A former elite rugby league player arrested after a methylamphetamine-fuelled aggravated burglary in which he hacked at his victim multiple times with a machete has been jailed for more than eight years.
Appearing for sentence on Thursday in the ACT Supreme Court before Justice David Mossop, 36-year-old Joshua Stephen previously had pleaded guilty to multiple charges including inflicting grievous bodily harm, aggravated burglary, possession of a prohibited firearm, driving a motor vehicle without consent and driving while disqualified.
Justice Mossop said Stephen had inflicted "shocking" injuries to "an innocent person, minding his own business".
Stephen was a champion motocross rider and at age 19 had been identified a potential Canberra Raiders player.
The court was told that on June 26 last year Stephen had stolen two sets of car keys from the victim's house and driven away in a Mazda MX-5 sports car, which the victim later described as his "showpiece and investment".
Stephen returned to the same address four nights later in company with a female co-offender, intent on stealing the victim's second sports car, a Mazda RX-8.
Around 3.30am, as the victim was asleep in another part of the house, Stephen broke into the house and began ransacking the premises.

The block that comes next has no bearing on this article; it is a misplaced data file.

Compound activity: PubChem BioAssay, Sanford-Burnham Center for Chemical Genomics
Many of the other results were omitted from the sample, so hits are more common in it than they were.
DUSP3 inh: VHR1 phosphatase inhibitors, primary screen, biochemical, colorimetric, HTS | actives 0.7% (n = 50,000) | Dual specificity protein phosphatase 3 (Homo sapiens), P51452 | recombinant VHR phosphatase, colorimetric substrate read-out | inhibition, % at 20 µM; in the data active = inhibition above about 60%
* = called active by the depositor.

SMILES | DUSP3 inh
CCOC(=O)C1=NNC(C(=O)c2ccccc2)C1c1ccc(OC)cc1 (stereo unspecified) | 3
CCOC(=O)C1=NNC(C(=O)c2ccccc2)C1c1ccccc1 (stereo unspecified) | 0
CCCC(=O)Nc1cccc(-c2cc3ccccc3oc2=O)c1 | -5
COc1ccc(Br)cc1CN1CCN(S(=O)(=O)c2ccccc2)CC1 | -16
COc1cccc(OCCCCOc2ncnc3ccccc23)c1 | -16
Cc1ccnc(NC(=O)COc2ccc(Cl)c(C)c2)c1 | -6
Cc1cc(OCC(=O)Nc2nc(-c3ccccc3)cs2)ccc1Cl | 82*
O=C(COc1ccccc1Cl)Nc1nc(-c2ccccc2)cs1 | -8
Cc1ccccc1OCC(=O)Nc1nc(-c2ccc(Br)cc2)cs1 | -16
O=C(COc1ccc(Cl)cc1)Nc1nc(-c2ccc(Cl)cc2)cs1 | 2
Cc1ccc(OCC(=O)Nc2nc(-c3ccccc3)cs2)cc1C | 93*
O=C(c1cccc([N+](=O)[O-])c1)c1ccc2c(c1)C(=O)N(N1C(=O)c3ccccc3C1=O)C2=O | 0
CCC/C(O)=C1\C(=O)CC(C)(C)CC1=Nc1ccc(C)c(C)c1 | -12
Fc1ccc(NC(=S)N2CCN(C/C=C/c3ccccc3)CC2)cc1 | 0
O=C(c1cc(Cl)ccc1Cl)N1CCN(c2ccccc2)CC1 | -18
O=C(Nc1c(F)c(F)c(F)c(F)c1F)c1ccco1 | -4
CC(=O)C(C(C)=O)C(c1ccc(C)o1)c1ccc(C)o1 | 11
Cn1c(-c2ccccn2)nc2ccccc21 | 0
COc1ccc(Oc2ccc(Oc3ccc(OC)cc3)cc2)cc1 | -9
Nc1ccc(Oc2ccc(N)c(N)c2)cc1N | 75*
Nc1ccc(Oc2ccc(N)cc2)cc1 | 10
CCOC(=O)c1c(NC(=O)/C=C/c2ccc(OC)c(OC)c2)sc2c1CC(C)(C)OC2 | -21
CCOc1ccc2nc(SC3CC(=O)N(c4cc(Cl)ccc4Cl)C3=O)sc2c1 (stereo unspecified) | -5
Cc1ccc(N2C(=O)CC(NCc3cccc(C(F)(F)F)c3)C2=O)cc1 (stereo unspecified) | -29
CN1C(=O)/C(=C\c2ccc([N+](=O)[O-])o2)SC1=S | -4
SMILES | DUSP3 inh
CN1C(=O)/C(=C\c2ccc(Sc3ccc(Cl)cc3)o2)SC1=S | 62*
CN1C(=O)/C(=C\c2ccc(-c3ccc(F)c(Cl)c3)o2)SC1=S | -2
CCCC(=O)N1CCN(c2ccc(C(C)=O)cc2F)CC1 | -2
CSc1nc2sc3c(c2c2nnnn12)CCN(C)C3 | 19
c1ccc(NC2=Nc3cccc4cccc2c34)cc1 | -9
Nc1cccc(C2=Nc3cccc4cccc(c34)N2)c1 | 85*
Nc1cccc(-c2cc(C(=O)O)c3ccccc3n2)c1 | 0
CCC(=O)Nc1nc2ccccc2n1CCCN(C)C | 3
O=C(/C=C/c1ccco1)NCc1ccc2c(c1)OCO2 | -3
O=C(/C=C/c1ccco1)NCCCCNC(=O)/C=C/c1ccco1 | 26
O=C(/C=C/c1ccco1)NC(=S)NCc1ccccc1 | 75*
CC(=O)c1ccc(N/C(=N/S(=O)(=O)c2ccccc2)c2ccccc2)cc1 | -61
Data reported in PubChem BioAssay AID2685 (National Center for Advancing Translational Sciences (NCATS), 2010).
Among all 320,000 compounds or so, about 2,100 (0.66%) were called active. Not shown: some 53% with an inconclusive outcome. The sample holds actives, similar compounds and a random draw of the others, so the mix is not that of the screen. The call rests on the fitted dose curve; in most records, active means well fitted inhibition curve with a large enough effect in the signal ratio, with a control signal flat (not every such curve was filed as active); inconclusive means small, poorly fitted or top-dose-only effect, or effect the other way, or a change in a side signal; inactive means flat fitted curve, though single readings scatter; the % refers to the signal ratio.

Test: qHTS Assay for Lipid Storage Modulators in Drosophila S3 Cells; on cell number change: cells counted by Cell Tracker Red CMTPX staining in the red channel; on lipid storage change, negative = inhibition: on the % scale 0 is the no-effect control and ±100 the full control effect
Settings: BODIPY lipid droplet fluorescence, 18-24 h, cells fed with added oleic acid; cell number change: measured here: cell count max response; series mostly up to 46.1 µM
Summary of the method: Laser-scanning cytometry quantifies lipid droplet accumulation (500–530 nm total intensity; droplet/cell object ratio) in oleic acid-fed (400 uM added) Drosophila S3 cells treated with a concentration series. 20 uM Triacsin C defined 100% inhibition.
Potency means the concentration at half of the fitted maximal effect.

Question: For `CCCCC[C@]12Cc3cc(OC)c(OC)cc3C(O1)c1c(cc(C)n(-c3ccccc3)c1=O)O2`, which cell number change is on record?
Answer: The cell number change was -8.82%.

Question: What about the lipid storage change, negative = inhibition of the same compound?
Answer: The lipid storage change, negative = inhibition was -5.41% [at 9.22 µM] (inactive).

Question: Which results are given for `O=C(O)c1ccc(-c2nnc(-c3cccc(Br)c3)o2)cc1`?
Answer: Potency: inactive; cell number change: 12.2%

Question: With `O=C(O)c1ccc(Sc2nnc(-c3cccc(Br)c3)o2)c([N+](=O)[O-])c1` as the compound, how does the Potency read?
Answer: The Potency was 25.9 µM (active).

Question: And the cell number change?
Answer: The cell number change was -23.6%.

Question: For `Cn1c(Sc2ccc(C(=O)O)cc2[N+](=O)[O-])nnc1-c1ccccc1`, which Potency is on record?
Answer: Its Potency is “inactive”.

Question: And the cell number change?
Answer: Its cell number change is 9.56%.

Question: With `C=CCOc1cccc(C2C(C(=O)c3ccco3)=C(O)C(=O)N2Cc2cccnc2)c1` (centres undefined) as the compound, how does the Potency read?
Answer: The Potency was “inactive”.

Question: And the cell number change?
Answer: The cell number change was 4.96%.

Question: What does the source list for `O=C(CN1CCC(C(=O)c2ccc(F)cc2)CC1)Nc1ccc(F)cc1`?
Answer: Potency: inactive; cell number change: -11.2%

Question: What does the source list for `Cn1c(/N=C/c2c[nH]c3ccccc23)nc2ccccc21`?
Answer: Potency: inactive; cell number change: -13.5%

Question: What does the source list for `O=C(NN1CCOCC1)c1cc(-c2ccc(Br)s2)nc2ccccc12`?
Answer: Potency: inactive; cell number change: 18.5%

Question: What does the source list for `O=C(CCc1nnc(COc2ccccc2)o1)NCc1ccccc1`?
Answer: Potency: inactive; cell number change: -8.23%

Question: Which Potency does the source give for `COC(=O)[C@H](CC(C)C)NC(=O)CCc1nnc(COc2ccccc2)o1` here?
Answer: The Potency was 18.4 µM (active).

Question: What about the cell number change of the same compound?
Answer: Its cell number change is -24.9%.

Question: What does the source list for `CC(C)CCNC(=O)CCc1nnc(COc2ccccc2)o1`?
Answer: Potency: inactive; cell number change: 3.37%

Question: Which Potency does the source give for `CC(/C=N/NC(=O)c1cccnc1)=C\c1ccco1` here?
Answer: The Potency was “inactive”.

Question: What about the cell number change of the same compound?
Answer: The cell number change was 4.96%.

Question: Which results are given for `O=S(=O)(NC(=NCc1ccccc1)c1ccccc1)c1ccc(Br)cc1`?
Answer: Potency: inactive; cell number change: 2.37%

Once he had located the RX-8 in a secure carport, Stephen started up the car's rotary engine.
The engine noise woke the victim, a 36-year-old man, who confronted Stephen. He saw the offender's machete and closed a glass sliding door between them to protect himself.
Stephen swung the machete, shattered the glass door and then began striking the victim multiple times with the machete, hitting him on the head, face, hands and both arms.
The victim tried to defend himself with a tomahawk but suffered multiple wounds, including a partially severed ear and deep cuts that exposed the bones and tendons on his right hand. He suffered 43 defensive wounds in all and was triaged at the Canberra Hospital as a Category One patient.
Justice Mossop described the photographs of the wounds as "very confronting" and of a "grave nature".
Physical evidence was later recovered by police, including the machete, blood-stained gloves and a backpack, which were DNA-linked to the offender.
Justice Mossop said during sentencing that to inflict such injuries was "shocking" and there had to be recognition of the harm done to the victim, who "was an innocent person, minding his own business" and had now lost his job with the Queanbeyan-Palerang council because the surgery had shortened the tendons in his hand and he can no longer perform the same physical tasks as before.
He also noted that the offender had a lengthy criminal history and long-term substance abuse issues, injecting intravenously from the age of 30 and consuming one gram of methylamphetamine a day.
Stephen will not be eligible for parole until November 2024.